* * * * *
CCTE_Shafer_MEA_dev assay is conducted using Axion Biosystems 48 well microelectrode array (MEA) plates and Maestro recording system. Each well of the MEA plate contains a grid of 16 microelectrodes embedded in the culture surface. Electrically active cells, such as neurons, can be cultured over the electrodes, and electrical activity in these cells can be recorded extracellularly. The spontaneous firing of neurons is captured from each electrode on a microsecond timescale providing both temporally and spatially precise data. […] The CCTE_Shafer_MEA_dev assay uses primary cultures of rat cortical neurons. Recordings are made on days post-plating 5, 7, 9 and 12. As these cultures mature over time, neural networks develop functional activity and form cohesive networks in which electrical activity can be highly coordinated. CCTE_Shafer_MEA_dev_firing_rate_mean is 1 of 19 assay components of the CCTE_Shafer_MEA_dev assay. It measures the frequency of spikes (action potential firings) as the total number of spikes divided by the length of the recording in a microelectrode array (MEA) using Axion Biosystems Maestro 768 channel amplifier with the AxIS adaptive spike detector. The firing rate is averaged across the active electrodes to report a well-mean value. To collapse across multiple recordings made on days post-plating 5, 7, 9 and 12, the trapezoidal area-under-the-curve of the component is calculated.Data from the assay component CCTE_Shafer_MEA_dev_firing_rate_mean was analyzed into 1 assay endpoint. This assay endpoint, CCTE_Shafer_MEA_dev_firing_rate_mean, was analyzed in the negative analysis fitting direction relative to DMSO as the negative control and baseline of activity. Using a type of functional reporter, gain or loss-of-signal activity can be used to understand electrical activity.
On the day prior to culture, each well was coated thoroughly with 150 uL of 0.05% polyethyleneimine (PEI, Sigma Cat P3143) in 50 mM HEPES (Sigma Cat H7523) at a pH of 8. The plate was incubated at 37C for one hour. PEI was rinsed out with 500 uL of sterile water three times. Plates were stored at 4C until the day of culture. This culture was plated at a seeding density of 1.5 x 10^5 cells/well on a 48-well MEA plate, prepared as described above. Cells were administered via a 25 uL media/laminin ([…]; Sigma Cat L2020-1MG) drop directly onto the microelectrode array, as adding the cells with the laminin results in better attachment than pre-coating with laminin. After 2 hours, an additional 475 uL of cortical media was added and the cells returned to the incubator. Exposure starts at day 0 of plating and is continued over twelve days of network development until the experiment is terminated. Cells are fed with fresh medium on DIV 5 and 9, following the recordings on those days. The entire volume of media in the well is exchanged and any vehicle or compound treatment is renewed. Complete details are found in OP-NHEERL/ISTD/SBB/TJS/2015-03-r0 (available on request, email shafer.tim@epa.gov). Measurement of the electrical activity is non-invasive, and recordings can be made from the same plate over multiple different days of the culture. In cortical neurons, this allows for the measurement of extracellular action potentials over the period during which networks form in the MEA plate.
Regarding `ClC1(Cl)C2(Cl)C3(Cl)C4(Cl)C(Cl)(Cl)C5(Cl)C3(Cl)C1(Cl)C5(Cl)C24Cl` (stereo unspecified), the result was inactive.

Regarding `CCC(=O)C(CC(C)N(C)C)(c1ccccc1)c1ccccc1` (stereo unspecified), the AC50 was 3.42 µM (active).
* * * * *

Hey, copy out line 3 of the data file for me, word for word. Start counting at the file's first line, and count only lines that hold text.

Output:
Regarding `ClC1(Cl)C2(Cl)C3(Cl)C4(Cl)C(Cl)(Cl)C5(Cl)C3(Cl)C1(Cl)C5(Cl)C24Cl` (stereo unspecified), the result was inactive.